As a result of its geology it abounds in hot springs, onsen, like in Izu Nagaoka and Shuzenji, the village that I've introduced in the first part of this blog, as it will host the cycling events of the next Tokyo Olympics in 2020.
In between Nagaoka and Shuzenji there are the small villages of Nirayama (with its Nirayama Hansharo reverberatory furnace) and Ohito.
The Nirayama Hansharo became Unesco's World Heritage Site in 2015, determinating an increase in local tourism.
There, the Japanese built their cannons to try to stop the American troops to enter the island, at the end of 19th century.
Close to Hansharo there is a restaurant and also a brewery, where you can enjoy some good local beers and have some delicious food too!
A lot of people coming from Tokyo, Yokohama and all over Japan comes in the Nagaoka, Nirayama and Shuzenji's area every year to enjoy some relaxation at the onsen and local ryokan.
The area is also surrounded by many golf courts, where are being held many business meetings and transactions and by a lot of wasabi plantations, the typical green spicy cream that is used to give sushi and meat that delicious taste.
In this area's supermarkets and souvenir's shops you can find raw wasabi roots, that can be then used at home instead of the industrial ones.
As I love its taste, it is one of the main reasons I like living in Izu:)
It reminds me the Italian (used especially in the city of Trieste) kren root even if the color is different, but the taste is very similar.
From Shuzenji you can go to both East (Atami, Ito), West (Heda, Toi) and South, to the Amagi Pass or through the small town of Naka Izu.
In the middle of the Amagi Mount it is a very interesting experience to visit the old Amagi tunnel, where ghosts are coming out at night, they say...
Let's continue together our trip next week!
Izu Peninsula, lesser known destination you must see in Japan (part 8)
As I wrote last week we've now arrived in Izu Nagaoka.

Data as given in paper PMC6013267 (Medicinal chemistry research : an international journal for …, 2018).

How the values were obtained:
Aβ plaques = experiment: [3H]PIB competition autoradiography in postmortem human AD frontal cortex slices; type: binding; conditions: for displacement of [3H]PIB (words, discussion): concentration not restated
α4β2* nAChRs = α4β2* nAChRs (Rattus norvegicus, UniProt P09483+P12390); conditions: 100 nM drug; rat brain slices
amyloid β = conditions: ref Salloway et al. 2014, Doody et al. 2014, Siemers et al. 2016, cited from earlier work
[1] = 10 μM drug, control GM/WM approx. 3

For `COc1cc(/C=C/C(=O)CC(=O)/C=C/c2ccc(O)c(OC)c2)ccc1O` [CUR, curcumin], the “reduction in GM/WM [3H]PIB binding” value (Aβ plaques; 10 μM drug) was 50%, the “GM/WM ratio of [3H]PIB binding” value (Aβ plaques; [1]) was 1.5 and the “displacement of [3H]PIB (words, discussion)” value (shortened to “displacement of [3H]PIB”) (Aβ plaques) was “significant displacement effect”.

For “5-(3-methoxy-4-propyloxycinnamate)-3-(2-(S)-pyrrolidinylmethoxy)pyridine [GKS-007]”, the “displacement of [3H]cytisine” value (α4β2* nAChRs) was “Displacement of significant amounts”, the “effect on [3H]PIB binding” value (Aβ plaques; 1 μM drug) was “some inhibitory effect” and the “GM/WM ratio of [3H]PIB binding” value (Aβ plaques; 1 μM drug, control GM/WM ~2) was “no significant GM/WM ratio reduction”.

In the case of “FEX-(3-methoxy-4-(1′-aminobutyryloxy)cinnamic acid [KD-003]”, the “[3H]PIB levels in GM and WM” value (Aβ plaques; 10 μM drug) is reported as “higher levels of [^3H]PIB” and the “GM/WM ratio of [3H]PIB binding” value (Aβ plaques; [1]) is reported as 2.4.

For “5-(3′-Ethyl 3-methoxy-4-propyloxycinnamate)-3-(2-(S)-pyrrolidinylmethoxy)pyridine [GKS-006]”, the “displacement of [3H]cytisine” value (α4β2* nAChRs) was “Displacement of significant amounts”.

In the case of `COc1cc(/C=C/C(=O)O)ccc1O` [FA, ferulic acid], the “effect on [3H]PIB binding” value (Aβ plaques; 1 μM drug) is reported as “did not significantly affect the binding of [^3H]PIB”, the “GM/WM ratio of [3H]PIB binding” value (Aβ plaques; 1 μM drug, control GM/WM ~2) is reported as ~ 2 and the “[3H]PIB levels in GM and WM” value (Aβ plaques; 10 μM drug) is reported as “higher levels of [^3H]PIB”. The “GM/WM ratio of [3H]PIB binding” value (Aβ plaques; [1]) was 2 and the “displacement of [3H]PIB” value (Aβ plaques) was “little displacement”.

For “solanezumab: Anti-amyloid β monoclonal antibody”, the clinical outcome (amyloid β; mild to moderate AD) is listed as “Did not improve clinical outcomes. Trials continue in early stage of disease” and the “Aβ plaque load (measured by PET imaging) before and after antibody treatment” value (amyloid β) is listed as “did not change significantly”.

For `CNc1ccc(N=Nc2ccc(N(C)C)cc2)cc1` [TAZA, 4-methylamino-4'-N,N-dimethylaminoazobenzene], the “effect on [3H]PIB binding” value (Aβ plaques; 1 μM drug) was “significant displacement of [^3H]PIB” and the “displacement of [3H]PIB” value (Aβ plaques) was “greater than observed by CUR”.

It is a small town located in the middle of the Izu Peninsula, from where you can reach both the East coast, the West or head South to Mount Amagi and North to Mishima and Mount Fuji.
For this reason I think it is really a convenient place to book a hotel if you plan to travel through Izu.
Last month I went with one of my colleagues to eat lunch at a small guesthouse which have also a small curry restaurant (Nouka).
The food was delicious and we had the chance to eat inside an old typical Japanese house.
The owner rents it to foreign and Japanese guests. He also rents original kimono dresses so you can relax and feel like living in the real Japanese style.
I've been working here in Izu Nagaoka at a Ready Mix Concrete plant for about eight years, but never lived here (I'm living in the City of Mishima). If and when I will own my own house I want it to be here.
Panorama Park is one of the best places to have a stunning view of the Izu Peninsula.
You can reach the top of Mount Katsuragi by a quite long lift and enjoy a drink, some good food, of course the view, but also a warm foot bath!
Nearby there is also a big acquarium, the perfect place to bring your family and kids, to discover a lot of the fishery that lives in the Suruga Bay.
It is called Mitohama Sea Paradise.
Here there are also some dolphins, that perform some shows everyday especially for the young kids.
Honestly, I don't like a lot these kind of places where the animals are kept confined, but since I became a father I must say that they are the only places where our kids can see and play with the animals. And so become conscious about the respect they must have for them.
When in Nagaoka you can choose between many beautiful and comfortable Japanese style hotels and ryokan, all with relaxing onsen inside and outside (rotenburo), so I won't suggest this or that, as you won't be disappointed by none of them.
Finally I suggest and I can organize a visit to a marvellous Buddhist Temple, Shourenji, located in the small village of Ema, right next to Nagaoka. The chief priest Mr. Watanabe run also a kindergarten and is involved in a lot of activities for the locals (but not only).
Next week we will move South again to Shuzenji Town and Mount Amagi and discover the Izu Peninsula mountains!
Acqua Altaってご存知ですか？ Have you ever heard about Acqua Alta?
Here some pictures of yesterday's acqua alta in Venice: